For those who came in late, potentially unwanted programs (PUPs) are advertising injecting programs which run from inside enterprise networks.
Microsoft said that its upgrades will help system admins to eliminate potentially unwanted programs (PUPs) from networks. They are not explicitly malware but escalate corporate attack vectors and can make PCs behave oddly.
Microsoft’s Geoff McDonald, Deepak Manohar, and Dulce Montemayor say the PUP destroyer will be delivered through automatic updates.
In a statement they said that PUPs increase the risk of your network being infected with malware, cause malware infections to be harder to identify among the noise, and can waste helpdesk, IT, and user time cleaning up the applications.
“Typical examples of behaviour that we consider [to be PUPs] include ad-injection, many types of software bundling, and persistent solicitation for payment for services based on fraudulent claims.”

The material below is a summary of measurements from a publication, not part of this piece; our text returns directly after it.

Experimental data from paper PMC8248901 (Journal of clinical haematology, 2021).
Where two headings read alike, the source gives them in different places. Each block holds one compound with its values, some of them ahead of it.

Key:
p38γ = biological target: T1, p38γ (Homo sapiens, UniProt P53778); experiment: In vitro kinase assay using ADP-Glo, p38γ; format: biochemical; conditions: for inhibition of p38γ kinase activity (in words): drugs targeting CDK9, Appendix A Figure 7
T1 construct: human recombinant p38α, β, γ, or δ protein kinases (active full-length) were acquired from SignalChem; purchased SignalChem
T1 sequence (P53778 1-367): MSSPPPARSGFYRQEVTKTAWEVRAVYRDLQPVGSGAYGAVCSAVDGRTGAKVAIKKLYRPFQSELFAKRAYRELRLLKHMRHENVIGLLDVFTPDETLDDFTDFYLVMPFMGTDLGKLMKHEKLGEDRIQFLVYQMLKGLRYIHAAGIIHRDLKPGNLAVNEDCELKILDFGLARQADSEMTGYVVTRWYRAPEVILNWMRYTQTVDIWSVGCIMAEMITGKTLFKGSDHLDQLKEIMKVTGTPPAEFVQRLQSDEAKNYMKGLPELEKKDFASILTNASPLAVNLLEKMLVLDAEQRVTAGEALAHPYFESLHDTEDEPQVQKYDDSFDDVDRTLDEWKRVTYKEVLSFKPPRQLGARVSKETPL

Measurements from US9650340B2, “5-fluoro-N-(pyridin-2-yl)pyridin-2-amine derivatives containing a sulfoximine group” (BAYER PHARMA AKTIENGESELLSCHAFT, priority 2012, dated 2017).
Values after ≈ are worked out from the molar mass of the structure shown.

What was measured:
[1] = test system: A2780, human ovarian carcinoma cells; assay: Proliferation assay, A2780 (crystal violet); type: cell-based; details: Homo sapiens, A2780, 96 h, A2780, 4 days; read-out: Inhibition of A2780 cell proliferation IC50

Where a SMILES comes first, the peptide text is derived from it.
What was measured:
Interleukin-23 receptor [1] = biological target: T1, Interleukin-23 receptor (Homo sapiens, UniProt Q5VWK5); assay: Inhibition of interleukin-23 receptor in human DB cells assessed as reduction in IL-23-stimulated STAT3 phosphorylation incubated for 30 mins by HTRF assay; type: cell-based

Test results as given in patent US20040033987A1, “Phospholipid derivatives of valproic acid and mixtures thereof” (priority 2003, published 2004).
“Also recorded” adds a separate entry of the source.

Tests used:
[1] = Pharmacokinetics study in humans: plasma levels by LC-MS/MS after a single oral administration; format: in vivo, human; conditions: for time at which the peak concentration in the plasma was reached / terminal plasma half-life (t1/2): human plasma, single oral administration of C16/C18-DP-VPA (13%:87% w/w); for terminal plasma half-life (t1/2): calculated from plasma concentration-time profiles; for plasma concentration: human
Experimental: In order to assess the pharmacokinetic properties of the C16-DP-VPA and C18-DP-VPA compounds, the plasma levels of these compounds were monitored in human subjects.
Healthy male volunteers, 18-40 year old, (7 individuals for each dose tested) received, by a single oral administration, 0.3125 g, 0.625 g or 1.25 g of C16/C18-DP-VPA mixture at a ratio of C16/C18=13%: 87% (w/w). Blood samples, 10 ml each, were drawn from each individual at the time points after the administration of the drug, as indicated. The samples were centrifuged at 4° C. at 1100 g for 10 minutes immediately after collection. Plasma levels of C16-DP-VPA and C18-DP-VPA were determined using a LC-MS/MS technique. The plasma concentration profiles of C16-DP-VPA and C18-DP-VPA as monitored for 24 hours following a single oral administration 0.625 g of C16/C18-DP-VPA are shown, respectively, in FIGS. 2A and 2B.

Admins should explicitly ban the installation of unsanctioned apps as part of corporate IT policies. The new PUP killer should alert users that some downloads may be blocked.
No word if this is going to be provided for the great unwashed. At the moment if a home user wants to drown a few Pups they have to invest in an adware program which will sometimes find them.